I just listened to Larry Trumpka (AFL-CIO) on CNBC respond to the executive action by Gov. Rauner. One of the points he made that I thought important was this: Unemployment in IL is over 11% and he wondered if the Gov’s efforts might focus more effectively on creating jobs rather than going after unions. The state has serious problems and will require some tough love on all parts. Perhaps IL could look into this program highlighted in the Atlantic Magazine on retraining long-term unemployed.

  21. Houston-stay-at-Homer says:

    Not exactly a Southern Strategy, but still a strategy of alienating the “other” in order to herd the flock.

    Jeb Bush, showing signs of social media savviness mixed with social media idiocy, announced the hiring of a Chief Technology Officer. For a party that struggles reaching young folks and figuring out how the inter-tubes work, bringing on the co-founder of, Etan Czahor seems like a slam dunk.

    Sadly, Bush (or more accurately, Bush’s people) and Czahor seem to not realize one of the most important components of the inter-tubes – what you put on the web stays on the web forever.

    So, Czahor has been busy today going back through his history to delete a whole slew of enlightening and hilarious tweets:

    – When I burp in the gym I feel like it’s my way of saying, “sorry guys, but I’m not gay”

    – Most people don’t know that Halloween is german for “night that girls with low self-esteem dress like sluts”

    – New study confirms old belief: college female art majors are sluts, science majors are also sluts but uglier

    – Golds gym in san Francisco has a wide selection of free weights, machines, and men who undress you with their eyes while you work out

    – I know Lindsey Lohan is supposed to die soon, but I’d sure like to sleep with her before that happens

    I get that people are stupid on social media. Heck, most of us here have said some stupid stuff from time to time, but no one is going to be asking me to be Hillary’s Chief Technology Officer. At least go through your history to delete things before you are announced for the job, not after.

    Did no one on Bush’s team bother to do a search of this guy’s twitter feed?
    Did they do a search, laugh at the jokes, and hire the guy anyway?
    Did they do a search, not laugh at the jokes, but bring the guy on anyway because he’s the least bad tech guy that is willing to work on a GOP campaign?

    • way2gosassy says:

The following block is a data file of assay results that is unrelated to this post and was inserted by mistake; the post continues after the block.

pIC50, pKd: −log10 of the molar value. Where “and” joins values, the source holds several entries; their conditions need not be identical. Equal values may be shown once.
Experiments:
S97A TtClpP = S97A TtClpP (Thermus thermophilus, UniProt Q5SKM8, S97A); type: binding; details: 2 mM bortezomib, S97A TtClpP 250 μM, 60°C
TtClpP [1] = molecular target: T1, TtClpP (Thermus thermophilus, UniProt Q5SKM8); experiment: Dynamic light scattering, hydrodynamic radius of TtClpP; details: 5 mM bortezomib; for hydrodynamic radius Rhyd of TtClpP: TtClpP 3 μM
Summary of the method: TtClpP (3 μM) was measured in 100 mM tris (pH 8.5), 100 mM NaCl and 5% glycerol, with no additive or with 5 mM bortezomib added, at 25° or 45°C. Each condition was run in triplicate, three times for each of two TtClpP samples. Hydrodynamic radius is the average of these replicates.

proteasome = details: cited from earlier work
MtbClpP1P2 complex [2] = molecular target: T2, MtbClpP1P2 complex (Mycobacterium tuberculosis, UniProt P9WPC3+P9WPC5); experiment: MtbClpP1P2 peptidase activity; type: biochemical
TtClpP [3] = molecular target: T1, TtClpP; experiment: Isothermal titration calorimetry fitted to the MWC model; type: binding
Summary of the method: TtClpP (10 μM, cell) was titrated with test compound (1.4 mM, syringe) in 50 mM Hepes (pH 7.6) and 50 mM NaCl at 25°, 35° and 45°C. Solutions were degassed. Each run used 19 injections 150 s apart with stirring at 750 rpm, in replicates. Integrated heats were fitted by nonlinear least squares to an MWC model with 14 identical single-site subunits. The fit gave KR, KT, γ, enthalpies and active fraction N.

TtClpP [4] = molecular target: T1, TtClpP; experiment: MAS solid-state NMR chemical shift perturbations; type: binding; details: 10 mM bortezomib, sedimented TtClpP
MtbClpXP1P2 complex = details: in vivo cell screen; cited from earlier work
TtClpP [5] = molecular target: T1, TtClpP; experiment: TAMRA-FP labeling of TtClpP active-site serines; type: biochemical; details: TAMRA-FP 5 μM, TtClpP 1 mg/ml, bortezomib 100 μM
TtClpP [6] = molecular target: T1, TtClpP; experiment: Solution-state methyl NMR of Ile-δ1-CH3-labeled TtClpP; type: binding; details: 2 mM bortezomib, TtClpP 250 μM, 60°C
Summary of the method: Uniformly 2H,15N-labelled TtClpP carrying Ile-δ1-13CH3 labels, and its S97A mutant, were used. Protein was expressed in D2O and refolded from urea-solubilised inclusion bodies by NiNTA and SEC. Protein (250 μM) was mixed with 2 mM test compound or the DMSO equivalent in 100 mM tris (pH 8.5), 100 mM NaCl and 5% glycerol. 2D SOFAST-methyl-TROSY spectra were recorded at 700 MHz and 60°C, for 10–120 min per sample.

I think it is a matter of “second verse, same as the first”. If I’m not mistaken didn’t Rand Paul hire an aide that was a neo-confederate?

      • Houston-stay-at-Homer says:

        I’m a little less bent out of shape about a random “aide” doing something stupid. I have a hunch that for a major political campaign, there are hundreds if not thousands of “aides” spread across the country.

        No one is going to catch all of those nutballs. It is fun to mock and laugh at folks when they get caught, but I doubt any campaign can fully vet all the folks who would qualify as “aides”.

        For a sitting congressperson, they should probably do a better job, at least for their closest aides, but I have a hunch a normal congressperson probably has a few dozen people who would at least pretend to have the title of an “aide”.

        Sure, someone should probably dig into the background of every 25 year old eager to work in congress (the desire to work in congress, might alone qualify as a mental issue), but I doubt folks have the resources or energy for that.

        Bush brought in a Chief Technology Officer, not just a low-level aide. Heck, a good Chief Technology Officer probably should suggest, “hey guys, maybe we need to go search our social media footprint for things that will bite us in the ass”. So far, the evidence does not suggest that Bush’s guy is a good Chief Technology Officer.

      • way2gosassy says:

        HH I think the title of social media director would merit the distinction of being a pay grade or so above lowly aide in charge of some two person campaign office.

      • Houston-stay-at-Homer says:

        I do agree…Sassy

      • 1mime says:

        Aides to Presidential aspirants should be held to a higher standard. I can’t imagine Jeb Bush taking the political chance that this man’s slurs won’t tarnish his campaign. If he keeps him, that will tell us something more about Jeb.

        Imagine if someone on Hillary’s campaign or Obama’s staff were caught posting similar comments. The right would be up in arms.

        Hypocrisy is never pretty.

    • bubbabobcat says:

      Exactly Sassy.

      I’m guessing the right has never been a big fan of George Santayana.

      To their entertainingly recurrent detriment.

      Great find Houston.

  22. Griffin says:

    “Republicans will not shake this burden without first confronting it.”

    This is almost impossible to do however, everytime I’ve tried to bring up the “Southern Strategy” or the flight of the Dixiecrats to a hardliner Republican I discover that it’s as if they’ve built an entire alternate history to deny what happened with misleading half-truths and bad politics thrown around so loosely it’s insane anyone could actually believe it. The story (and “evidence”) in this Alternate History Timeline as created by socially conservative pundits is this: